How important is your child’s IQ score?

Child's IQ

Everyone has different abilities, and your child’s IQ tests measure only a few. Research has found a very limited relationship between IQ and success in life. 

Your child’s mental abilities are only a fraction of their whole potential, which includes physical talents, emotional skills, and spiritual value. Several pieces of input you may receive from the school is the result of an IQ or Achievement test. Generally, these tests are administered to measure (1) your child’s ability and (2) your child’s accumulated knowledge. If your child places very high on an IQ test, she may be recommended to an advanced or gifted program. If your child places very low on the IQ test, she may be recommended for special education classes. If there is a stark difference between your child’s IQ and Achievement scores, your school counselor should make specific recommendations.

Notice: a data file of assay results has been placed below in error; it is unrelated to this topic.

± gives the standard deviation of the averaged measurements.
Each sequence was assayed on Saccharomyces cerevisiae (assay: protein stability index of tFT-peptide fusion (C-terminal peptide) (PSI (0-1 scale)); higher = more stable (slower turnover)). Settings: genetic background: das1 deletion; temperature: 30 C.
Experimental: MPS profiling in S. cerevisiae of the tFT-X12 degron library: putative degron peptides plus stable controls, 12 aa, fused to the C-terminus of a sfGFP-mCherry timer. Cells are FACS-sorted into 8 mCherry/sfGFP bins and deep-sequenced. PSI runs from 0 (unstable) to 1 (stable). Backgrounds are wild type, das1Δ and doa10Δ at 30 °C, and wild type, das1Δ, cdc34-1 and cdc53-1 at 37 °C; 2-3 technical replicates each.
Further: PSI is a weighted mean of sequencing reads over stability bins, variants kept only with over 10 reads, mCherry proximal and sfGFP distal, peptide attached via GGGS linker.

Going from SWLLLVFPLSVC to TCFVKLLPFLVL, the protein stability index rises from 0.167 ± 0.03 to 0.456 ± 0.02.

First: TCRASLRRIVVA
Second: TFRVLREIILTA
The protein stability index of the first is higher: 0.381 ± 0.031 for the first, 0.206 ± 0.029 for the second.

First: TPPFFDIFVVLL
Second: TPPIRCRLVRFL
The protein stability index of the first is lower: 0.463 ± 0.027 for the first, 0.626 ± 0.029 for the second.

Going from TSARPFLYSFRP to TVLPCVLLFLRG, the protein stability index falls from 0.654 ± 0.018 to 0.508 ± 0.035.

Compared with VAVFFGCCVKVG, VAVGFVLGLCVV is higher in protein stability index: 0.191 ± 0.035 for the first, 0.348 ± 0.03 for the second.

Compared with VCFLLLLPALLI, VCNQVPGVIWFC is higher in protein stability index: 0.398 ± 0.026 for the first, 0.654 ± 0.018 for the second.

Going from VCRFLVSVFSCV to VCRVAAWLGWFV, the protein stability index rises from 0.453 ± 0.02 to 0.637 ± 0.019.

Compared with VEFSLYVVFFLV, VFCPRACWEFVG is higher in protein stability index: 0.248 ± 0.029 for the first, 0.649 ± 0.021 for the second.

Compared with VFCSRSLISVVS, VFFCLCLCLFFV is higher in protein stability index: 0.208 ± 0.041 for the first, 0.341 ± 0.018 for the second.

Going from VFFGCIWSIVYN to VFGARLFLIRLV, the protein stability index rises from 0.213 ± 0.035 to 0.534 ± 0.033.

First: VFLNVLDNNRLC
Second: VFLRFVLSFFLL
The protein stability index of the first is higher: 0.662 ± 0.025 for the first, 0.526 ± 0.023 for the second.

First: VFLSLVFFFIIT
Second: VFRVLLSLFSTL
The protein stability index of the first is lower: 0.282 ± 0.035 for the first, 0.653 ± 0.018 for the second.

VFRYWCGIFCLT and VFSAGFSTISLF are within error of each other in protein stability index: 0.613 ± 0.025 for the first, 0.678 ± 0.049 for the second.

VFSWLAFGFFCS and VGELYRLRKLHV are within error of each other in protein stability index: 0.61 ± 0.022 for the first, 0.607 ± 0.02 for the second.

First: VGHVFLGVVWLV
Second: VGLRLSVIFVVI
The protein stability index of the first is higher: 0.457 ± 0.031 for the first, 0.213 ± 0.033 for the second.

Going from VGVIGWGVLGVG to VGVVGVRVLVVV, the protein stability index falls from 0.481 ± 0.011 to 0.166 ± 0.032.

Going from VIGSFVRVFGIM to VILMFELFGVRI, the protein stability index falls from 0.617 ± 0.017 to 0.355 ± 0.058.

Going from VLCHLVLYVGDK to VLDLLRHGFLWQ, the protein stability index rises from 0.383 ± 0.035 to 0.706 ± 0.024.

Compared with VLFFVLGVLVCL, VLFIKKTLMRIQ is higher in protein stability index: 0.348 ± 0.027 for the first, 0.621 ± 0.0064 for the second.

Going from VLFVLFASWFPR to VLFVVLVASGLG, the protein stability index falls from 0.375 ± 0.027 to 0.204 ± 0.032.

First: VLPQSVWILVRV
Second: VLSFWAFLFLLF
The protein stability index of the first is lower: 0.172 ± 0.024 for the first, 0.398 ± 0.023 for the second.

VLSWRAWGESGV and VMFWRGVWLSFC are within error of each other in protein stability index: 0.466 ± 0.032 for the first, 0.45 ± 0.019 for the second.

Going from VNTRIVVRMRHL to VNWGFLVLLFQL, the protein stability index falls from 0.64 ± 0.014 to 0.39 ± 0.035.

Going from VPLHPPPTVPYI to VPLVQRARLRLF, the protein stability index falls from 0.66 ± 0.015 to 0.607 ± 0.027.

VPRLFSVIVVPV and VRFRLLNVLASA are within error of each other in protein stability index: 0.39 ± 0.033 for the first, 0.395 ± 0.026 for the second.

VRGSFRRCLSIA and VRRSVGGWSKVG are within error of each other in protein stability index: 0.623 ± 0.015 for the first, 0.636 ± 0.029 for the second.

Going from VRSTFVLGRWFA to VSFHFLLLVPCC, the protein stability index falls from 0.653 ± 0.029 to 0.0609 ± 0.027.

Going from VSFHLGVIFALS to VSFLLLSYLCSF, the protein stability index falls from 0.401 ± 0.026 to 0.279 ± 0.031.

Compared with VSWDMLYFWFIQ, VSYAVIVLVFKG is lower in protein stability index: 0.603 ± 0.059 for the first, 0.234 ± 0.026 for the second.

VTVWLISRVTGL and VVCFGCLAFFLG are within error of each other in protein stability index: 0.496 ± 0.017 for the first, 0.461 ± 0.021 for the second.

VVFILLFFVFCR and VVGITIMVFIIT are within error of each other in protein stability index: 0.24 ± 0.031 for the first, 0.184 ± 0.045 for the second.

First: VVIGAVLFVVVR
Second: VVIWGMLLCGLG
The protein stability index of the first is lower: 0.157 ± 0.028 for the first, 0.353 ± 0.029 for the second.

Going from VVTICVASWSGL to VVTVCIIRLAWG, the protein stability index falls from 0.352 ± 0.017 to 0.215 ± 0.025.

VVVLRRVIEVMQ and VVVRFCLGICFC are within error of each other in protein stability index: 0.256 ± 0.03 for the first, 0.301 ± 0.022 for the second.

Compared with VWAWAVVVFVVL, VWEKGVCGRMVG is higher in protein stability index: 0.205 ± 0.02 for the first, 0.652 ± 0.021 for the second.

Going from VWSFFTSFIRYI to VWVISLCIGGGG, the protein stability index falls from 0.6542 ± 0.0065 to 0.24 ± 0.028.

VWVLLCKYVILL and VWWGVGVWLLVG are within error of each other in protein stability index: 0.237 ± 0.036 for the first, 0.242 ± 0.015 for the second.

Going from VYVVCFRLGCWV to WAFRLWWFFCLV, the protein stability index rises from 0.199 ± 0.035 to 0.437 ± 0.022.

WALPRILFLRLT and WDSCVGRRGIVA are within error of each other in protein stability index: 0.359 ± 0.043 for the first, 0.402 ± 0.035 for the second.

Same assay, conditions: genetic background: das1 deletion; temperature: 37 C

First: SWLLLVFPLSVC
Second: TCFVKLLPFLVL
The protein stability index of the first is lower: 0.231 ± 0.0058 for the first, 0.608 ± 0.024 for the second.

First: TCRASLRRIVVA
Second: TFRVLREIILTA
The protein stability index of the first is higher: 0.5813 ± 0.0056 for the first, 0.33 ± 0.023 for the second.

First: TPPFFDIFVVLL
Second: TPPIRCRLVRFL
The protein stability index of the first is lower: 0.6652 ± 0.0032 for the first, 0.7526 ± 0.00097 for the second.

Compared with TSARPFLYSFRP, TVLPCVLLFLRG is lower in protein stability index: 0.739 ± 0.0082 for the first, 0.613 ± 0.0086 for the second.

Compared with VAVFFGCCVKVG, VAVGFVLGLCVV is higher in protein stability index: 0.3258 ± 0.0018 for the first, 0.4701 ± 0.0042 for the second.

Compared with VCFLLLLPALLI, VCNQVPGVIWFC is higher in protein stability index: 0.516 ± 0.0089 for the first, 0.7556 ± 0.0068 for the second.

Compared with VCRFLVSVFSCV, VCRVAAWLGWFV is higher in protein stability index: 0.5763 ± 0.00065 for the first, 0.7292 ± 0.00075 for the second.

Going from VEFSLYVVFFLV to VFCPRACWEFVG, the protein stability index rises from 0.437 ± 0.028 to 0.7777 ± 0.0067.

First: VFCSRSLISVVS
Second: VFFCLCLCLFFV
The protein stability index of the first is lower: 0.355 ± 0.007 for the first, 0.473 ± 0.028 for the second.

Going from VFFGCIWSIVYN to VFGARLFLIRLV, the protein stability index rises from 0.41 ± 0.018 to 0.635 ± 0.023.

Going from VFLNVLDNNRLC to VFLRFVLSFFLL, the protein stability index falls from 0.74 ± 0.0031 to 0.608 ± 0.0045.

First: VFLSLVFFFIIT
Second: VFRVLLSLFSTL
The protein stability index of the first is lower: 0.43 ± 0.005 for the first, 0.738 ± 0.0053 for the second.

These test results are not meant to be lifelong sentences. If you don’t like the results you are given, discuss with your counselor ways to improve any deficient areas. These tests have some cultural bias, and studies based on identical twins raised in different environments show that about half of measured intelligence is inherited and the other half is determined by environmental factors (like parental input and educational opportunities.) There is also very little correlation to IQ scores and success in life, so don’t place too much emphasis on them.

If your child is like most children and falls in the middle range, help her understand that there are lots of different children in her class with lots of different abilities. In the average classroom, about 1/3 of the class will learn at the pace that the teacher teaches, about 1/3 will be a little bored because the teacher is moving too slowly, and about 1/3 will be behind because the teacher is moving too fast. Help your child determine which 1/3 she is in, and what to do about it. If she is in the top 1/3, she can help some of her friends and do extra reading on her own. If she is in the bottom 1/3, she needs to study and practice more at home to keep up.

Learn more about how your child’s brain develops (and how you can affect it) by clicking here to see your options.

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